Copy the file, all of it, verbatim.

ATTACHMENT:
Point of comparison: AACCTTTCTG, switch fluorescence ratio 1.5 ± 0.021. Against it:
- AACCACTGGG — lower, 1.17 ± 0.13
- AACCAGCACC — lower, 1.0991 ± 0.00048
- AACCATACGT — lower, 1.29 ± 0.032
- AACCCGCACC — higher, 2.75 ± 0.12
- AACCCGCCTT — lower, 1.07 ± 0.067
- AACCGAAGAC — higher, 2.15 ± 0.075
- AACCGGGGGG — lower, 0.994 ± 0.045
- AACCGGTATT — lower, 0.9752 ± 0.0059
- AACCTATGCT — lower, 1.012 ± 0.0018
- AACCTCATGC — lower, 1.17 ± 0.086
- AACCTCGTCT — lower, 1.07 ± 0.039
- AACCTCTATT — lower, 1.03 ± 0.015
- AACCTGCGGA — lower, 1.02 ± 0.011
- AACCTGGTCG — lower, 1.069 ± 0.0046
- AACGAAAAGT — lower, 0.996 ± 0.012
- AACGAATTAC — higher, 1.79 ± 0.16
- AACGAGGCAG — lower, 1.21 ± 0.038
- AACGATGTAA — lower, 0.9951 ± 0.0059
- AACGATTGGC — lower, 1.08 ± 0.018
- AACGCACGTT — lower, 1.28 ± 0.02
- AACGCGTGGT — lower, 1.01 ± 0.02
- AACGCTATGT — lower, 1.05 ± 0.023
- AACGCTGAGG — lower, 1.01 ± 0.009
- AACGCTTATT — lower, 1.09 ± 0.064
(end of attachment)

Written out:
Point of comparison: AACCTTTCTG, switch fluorescence ratio 1.5 ± 0.021. Against it:
- AACCACTGGG — lower, 1.17 ± 0.13
- AACCAGCACC — lower, 1.0991 ± 0.00048
- AACCATACGT — lower, 1.29 ± 0.032
- AACCCGCACC — higher, 2.75 ± 0.12
- AACCCGCCTT — lower, 1.07 ± 0.067
- AACCGAAGAC — higher, 2.15 ± 0.075
- AACCGGGGGG — lower, 0.994 ± 0.045
- AACCGGTATT — lower, 0.9752 ± 0.0059
- AACCTATGCT — lower, 1.012 ± 0.0018
- AACCTCATGC — lower, 1.17 ± 0.086
- AACCTCGTCT — lower, 1.07 ± 0.039
- AACCTCTATT — lower, 1.03 ± 0.015
- AACCTGCGGA — lower, 1.02 ± 0.011
- AACCTGGTCG — lower, 1.069 ± 0.0046
- AACGAAAAGT — lower, 0.996 ± 0.012
- AACGAATTAC — higher, 1.79 ± 0.16
- AACGAGGCAG — lower, 1.21 ± 0.038
- AACGATGTAA — lower, 0.9951 ± 0.0059
- AACGATTGGC — lower, 1.08 ± 0.018
- AACGCACGTT — lower, 1.28 ± 0.02
- AACGCGTGGT — lower, 1.01 ± 0.02
- AACGCTATGT — lower, 1.05 ± 0.023
- AACGCTGAGG — lower, 1.01 ± 0.009
- AACGCTTATT — lower, 1.09 ± 0.064